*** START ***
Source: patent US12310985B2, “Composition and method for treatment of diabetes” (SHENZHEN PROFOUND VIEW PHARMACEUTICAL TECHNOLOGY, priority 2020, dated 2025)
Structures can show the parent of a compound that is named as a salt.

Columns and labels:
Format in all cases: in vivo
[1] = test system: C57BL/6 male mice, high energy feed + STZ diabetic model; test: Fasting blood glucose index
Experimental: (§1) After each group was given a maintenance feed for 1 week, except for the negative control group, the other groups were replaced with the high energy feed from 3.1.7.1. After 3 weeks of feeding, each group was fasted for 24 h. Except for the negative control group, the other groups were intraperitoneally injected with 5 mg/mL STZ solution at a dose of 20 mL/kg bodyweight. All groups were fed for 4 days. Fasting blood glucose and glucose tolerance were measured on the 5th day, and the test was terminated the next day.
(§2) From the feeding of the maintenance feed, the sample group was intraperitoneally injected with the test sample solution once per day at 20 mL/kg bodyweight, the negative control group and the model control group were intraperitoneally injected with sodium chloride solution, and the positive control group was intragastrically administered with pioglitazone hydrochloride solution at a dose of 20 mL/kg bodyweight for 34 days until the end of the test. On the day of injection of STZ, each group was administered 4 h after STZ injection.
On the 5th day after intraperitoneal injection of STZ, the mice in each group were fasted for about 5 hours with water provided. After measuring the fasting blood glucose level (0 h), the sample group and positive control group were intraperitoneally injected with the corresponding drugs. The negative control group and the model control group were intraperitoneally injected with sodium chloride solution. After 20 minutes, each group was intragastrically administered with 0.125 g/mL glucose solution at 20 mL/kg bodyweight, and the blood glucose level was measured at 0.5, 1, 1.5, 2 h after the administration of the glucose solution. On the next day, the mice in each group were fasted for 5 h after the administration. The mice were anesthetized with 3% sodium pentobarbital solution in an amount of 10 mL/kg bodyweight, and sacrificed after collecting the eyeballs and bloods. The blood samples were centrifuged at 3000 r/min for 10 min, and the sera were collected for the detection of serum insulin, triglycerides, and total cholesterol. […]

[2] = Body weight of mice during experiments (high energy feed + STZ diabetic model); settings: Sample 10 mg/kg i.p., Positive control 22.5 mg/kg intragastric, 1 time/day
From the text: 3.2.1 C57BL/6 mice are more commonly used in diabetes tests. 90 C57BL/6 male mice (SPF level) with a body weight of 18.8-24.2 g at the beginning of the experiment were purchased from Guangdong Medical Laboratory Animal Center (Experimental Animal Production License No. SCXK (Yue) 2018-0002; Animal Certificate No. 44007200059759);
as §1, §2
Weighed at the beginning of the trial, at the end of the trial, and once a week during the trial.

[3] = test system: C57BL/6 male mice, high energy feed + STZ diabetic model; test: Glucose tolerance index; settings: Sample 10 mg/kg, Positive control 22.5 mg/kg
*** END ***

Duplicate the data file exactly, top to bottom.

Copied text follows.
Source: patent US12310985B2, “Composition and method for treatment of diabetes” (SHENZHEN PROFOUND VIEW PHARMACEUTICAL TECHNOLOGY, priority 2020, dated 2025)
Structures can show the parent of a compound that is named as a salt.

Columns and labels:
Format in all cases: in vivo
[1] = test system: C57BL/6 male mice, high energy feed + STZ diabetic model; test: Fasting blood glucose index
Experimental: (§1) After each group was given a maintenance feed for 1 week, except for the negative control group, the other groups were replaced with the high energy feed from 3.1.7.1. After 3 weeks of feeding, each group was fasted for 24 h. Except for the negative control group, the other groups were intraperitoneally injected with 5 mg/mL STZ solution at a dose of 20 mL/kg bodyweight. All groups were fed for 4 days. Fasting blood glucose and glucose tolerance were measured on the 5th day, and the test was terminated the next day.
(§2) From the feeding of the maintenance feed, the sample group was intraperitoneally injected with the test sample solution once per day at 20 mL/kg bodyweight, the negative control group and the model control group were intraperitoneally injected with sodium chloride solution, and the positive control group was intragastrically administered with pioglitazone hydrochloride solution at a dose of 20 mL/kg bodyweight for 34 days until the end of the test. On the day of injection of STZ, each group was administered 4 h after STZ injection.
On the 5th day after intraperitoneal injection of STZ, the mice in each group were fasted for about 5 hours with water provided. After measuring the fasting blood glucose level (0 h), the sample group and positive control group were intraperitoneally injected with the corresponding drugs. The negative control group and the model control group were intraperitoneally injected with sodium chloride solution. After 20 minutes, each group was intragastrically administered with 0.125 g/mL glucose solution at 20 mL/kg bodyweight, and the blood glucose level was measured at 0.5, 1, 1.5, 2 h after the administration of the glucose solution. On the next day, the mice in each group were fasted for 5 h after the administration. The mice were anesthetized with 3% sodium pentobarbital solution in an amount of 10 mL/kg bodyweight, and sacrificed after collecting the eyeballs and bloods. The blood samples were centrifuged at 3000 r/min for 10 min, and the sera were collected for the detection of serum insulin, triglycerides, and total cholesterol. […]

[2] = Body weight of mice during experiments (high energy feed + STZ diabetic model); settings: Sample 10 mg/kg i.p., Positive control 22.5 mg/kg intragastric, 1 time/day
From the text: 3.2.1 C57BL/6 mice are more commonly used in diabetes tests. 90 C57BL/6 male mice (SPF level) with a body weight of 18.8-24.2 g at the beginning of the experiment were purchased from Guangdong Medical Laboratory Animal Center (Experimental Animal Production License No. SCXK (Yue) 2018-0002; Animal Certificate No. 44007200059759);
as §1, §2
Weighed at the beginning of the trial, at the end of the trial, and once a week during the trial.

[3] = test system: C57BL/6 male mice, high energy feed + STZ diabetic model; test: Glucose tolerance index; settings: Sample 10 mg/kg, Positive control 22.5 mg/kg